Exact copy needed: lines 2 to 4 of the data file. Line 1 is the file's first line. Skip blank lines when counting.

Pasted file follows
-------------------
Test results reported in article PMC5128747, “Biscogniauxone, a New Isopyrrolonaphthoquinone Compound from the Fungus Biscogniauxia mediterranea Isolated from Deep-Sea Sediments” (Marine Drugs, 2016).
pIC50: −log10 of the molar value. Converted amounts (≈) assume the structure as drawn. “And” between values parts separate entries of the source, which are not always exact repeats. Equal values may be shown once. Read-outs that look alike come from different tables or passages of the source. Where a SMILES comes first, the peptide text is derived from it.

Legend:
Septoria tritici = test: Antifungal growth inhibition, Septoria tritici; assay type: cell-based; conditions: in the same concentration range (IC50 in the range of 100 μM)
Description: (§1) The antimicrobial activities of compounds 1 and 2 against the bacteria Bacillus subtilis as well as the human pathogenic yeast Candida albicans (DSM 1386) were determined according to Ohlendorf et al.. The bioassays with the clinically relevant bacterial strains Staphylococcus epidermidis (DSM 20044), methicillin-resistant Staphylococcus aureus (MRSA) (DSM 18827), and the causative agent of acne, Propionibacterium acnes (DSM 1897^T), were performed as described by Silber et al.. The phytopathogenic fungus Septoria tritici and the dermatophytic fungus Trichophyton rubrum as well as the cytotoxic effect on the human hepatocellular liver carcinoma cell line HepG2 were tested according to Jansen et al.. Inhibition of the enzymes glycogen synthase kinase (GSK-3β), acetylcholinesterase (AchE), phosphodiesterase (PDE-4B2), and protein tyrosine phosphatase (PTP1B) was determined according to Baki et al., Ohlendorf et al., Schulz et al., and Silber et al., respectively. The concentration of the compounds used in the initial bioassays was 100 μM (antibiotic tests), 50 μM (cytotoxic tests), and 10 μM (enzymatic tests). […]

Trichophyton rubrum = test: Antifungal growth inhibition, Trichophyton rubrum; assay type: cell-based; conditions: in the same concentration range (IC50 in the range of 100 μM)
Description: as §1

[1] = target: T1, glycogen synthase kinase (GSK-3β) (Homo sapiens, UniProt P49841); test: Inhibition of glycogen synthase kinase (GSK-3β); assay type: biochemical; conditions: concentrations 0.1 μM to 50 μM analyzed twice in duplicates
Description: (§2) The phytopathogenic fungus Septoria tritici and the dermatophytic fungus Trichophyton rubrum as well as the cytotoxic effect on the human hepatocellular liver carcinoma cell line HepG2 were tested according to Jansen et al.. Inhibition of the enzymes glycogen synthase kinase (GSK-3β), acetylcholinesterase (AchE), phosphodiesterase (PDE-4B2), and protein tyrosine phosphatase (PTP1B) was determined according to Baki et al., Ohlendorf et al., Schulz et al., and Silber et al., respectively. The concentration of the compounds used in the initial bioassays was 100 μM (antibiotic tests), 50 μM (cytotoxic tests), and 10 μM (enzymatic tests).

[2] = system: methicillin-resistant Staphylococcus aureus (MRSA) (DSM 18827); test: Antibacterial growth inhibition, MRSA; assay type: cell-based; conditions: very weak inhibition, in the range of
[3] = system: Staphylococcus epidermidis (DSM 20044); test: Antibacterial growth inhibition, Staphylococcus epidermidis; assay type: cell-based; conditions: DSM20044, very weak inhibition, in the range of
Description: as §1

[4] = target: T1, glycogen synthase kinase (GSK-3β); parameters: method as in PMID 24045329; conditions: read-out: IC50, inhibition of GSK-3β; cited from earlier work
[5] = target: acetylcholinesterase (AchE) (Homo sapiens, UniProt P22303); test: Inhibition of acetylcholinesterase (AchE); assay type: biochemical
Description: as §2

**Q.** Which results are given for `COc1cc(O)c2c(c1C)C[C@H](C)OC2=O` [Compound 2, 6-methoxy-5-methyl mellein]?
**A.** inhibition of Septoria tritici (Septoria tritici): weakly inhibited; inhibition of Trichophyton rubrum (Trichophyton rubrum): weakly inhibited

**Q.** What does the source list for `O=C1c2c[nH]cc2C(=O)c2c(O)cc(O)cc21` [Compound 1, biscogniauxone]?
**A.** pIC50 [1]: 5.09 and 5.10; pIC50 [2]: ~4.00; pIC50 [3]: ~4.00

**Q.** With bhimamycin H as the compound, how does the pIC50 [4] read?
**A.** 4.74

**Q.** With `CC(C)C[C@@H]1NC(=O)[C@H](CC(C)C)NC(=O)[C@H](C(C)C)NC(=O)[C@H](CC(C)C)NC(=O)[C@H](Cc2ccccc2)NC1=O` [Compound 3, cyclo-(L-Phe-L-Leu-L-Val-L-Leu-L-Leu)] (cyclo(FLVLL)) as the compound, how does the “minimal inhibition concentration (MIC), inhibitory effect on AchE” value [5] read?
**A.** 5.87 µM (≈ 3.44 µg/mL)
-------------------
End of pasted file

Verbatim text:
pIC50: −log10 of the molar value. Converted amounts (≈) assume the structure as drawn. “And” between values parts separate entries of the source, which are not always exact repeats. Equal values may be shown once. Read-outs that look alike come from different tables or passages of the source. Where a SMILES comes first, the peptide text is derived from it.

Legend:
Septoria tritici = test: Antifungal growth inhibition, Septoria tritici; assay type: cell-based; conditions: in the same concentration range (IC50 in the range of 100 μM)